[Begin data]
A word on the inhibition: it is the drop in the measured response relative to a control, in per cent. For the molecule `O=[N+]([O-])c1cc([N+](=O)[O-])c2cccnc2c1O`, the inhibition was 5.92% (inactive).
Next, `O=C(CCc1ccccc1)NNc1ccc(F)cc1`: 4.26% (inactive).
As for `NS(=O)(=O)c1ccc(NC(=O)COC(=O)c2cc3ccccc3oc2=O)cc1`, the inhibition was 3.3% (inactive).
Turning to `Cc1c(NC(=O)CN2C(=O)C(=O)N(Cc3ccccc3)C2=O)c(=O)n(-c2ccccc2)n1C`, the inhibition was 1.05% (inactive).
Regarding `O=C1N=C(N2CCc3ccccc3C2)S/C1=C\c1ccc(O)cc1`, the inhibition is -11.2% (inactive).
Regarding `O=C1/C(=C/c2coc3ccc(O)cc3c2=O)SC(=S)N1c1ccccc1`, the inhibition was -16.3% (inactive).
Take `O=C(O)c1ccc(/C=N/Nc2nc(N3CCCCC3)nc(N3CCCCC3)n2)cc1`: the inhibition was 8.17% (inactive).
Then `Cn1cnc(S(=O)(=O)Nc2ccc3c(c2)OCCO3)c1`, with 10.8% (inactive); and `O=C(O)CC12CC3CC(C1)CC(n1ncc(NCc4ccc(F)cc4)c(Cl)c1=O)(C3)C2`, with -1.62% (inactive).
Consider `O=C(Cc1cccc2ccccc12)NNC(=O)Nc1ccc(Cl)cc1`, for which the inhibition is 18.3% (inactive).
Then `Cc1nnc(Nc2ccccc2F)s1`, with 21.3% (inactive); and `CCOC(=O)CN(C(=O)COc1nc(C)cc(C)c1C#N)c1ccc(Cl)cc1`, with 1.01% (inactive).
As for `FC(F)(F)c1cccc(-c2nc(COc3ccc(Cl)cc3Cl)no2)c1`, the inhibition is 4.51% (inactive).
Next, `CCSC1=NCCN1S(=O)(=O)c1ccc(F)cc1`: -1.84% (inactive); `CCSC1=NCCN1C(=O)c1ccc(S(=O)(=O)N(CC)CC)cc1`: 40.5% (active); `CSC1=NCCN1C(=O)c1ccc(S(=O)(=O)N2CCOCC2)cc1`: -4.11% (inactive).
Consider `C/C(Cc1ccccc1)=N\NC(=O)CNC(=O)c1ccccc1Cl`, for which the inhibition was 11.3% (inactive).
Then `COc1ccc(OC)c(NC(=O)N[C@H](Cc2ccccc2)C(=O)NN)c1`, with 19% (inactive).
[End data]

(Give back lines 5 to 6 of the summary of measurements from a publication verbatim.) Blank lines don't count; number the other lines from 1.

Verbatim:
Regarding `O=C1N=C(N2CCc3ccccc3C2)S/C1=C\c1ccc(O)cc1`, the inhibition is -11.2% (inactive).
Regarding `O=C1/C(=C/c2coc3ccc(O)cc3c2=O)SC(=S)N1c1ccccc1`, the inhibition was -16.3% (inactive).